Do both spouses continue to pay a mortgage during the divorce process?

UPDATED: Oct 1, 2022

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Do both spouses continue to pay a mortgage during the divorce process?

My husband and I purchased our home before we were married – we do have a prenup
in place regarding the purchase of the home and what was to become of it in the
event of separation before marriage, but it does not outline the process for how
it would be handled during divorce.

We have always paid 50/50 on the mortgage. However, since I have moved out he has
told me to stop paying since I am not living there.

If I do stop paying my half of the mortgage since I am no longer living there,
will that disqualify any of my rights to the home?

Asked on July 2, 2018 under Family Law, Texas


SJZ, Member, New York Bar / FreeAdvice Contributing Attorney

Answered 4 years ago | Contributor

Your divorce has NO bearing on your obligation to pay the loan, which is a contract between the two of you, on the one hand, and the bank or lender, on the other. If you are both on the mortgage, you are contractually obligated to pay the mortgage. While he cannot use your failure to pay against you in the divorce if he told you to not pay--though make sure it is documented that he told you to not pay; e.g. text message, email, etc.--if he defaults or fails to pay, the bank can sue *you*, too, for the loan, and your credit as well as his will be damaged.
And if you stop paying but it's not documented that he told you to stop and instead it looks like you simply unilaterally refused to pay, that can hurt you in the divorce, during the distribution of assets and determination of who gets to live in or get the home.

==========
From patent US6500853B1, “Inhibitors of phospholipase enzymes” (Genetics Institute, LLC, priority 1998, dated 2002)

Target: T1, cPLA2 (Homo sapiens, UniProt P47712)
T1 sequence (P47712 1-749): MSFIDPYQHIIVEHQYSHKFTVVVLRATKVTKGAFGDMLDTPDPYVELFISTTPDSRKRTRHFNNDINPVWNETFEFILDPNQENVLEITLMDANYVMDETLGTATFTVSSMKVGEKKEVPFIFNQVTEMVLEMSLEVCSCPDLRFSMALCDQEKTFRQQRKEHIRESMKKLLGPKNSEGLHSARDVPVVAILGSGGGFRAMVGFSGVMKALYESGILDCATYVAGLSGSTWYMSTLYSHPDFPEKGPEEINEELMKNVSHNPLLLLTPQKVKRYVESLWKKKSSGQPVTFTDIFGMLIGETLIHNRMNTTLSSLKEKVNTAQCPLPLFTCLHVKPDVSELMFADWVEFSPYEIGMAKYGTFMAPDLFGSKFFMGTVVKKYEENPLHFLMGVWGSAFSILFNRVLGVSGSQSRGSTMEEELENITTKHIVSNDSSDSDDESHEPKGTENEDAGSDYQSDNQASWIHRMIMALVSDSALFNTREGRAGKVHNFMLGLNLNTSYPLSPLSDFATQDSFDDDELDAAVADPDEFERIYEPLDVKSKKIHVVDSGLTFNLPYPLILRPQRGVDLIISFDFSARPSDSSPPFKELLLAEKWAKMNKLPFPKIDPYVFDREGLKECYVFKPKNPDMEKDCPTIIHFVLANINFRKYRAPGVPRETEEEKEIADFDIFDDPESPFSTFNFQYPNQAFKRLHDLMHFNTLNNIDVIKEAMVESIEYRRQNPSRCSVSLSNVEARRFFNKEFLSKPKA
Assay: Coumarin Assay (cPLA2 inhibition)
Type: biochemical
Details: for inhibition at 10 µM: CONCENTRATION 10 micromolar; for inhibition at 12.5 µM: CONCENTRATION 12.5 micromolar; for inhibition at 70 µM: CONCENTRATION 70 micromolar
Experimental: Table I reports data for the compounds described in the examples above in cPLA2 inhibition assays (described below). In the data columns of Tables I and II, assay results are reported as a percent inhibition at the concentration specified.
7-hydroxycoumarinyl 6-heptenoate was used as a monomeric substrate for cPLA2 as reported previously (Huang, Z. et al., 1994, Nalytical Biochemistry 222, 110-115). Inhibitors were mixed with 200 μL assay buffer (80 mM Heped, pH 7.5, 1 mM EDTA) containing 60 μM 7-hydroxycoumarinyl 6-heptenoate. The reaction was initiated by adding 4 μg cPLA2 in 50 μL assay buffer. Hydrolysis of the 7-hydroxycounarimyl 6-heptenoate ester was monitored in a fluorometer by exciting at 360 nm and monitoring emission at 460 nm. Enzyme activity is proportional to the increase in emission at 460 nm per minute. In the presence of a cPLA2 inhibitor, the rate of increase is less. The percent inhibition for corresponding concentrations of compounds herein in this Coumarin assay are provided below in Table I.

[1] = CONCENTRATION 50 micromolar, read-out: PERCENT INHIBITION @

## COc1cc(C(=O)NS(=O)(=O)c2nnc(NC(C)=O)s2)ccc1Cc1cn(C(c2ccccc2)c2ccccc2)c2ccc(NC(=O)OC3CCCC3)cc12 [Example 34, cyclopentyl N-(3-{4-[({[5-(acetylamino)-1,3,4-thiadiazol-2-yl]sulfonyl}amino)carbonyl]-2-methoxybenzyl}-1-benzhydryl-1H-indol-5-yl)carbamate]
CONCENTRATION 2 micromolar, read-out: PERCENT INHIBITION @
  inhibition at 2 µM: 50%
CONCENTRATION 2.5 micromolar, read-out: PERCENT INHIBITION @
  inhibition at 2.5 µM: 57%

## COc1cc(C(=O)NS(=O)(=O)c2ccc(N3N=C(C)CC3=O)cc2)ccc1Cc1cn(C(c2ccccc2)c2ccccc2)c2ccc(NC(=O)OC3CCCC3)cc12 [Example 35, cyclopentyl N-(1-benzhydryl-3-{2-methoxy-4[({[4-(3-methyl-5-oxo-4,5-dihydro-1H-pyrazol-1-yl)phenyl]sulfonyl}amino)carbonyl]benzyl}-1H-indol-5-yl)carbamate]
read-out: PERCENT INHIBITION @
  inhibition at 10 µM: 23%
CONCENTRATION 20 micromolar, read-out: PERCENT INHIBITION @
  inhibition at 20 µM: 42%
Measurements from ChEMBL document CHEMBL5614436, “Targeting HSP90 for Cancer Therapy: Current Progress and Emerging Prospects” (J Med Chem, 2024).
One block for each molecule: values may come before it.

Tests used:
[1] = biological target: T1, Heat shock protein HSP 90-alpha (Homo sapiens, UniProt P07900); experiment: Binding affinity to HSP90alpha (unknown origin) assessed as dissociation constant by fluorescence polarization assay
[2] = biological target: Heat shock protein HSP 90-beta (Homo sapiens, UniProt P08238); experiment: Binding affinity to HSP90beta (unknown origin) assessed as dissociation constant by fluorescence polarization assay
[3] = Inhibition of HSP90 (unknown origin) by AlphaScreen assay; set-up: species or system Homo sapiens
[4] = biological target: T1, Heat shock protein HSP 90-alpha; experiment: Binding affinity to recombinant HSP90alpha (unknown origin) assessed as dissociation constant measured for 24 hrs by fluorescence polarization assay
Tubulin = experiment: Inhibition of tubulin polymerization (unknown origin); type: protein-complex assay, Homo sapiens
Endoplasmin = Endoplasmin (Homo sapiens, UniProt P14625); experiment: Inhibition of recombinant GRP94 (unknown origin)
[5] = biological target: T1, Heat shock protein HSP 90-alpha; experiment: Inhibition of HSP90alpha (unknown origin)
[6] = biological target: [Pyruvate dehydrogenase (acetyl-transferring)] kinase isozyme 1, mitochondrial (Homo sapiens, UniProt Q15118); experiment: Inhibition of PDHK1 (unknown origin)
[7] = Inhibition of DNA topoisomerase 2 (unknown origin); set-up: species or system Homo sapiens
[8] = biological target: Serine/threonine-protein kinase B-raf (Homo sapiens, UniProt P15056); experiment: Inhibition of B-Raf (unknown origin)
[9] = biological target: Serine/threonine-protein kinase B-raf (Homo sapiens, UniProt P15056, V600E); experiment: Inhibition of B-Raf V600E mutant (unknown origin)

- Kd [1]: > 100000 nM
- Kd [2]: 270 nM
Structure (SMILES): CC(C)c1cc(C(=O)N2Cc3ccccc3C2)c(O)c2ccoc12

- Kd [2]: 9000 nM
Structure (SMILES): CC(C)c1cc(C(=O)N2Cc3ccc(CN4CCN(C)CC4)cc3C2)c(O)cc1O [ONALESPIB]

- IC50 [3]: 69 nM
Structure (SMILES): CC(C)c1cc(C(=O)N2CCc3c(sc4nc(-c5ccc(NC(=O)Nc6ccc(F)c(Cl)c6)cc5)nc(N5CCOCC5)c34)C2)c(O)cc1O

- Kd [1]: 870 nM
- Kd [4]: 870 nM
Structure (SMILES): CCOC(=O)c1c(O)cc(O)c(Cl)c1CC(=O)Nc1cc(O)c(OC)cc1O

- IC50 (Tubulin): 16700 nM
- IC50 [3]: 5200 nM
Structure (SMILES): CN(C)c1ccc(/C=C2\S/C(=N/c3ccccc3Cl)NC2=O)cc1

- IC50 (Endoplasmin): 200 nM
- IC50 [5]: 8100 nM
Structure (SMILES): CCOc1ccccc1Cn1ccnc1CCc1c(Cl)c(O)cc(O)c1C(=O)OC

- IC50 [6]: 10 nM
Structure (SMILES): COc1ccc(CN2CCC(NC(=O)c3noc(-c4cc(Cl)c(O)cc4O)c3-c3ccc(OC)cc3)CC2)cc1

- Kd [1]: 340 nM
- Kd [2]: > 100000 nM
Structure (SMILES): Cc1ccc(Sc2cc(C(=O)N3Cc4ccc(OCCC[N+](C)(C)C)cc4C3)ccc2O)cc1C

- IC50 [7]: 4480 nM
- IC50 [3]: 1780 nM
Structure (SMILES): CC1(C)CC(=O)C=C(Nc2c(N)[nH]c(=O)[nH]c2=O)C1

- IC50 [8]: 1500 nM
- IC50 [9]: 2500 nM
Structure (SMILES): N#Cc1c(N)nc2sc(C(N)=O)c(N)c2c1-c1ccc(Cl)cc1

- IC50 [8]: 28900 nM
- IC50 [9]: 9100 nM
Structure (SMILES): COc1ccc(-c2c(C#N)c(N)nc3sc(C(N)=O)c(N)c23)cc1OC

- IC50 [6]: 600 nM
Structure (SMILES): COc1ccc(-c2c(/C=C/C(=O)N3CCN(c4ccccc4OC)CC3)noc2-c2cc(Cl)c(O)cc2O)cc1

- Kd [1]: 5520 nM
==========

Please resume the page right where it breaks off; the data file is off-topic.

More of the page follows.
IMPORTANT NOTICE: The Answer(s) provided above are for general information only. The attorney providing the answer was not serving as the attorney for the person submitting the question or in any attorney-client relationship with such person. Laws may vary from state to state, and sometimes change. Tiny variations in the facts, or a fact not set forth in a question, often can change a legal outcome or an attorney's conclusion. Although has verified the attorney was admitted to practice law in at least one jurisdiction, he or she may not be authorized to practice law in the jurisdiction referred to in the question, nor is he or she necessarily experienced in the area of the law involved. Unlike the information in the Answer(s) above, upon which you should NOT rely, for personal advice you can rely upon we suggest you retain an attorney to represent you.

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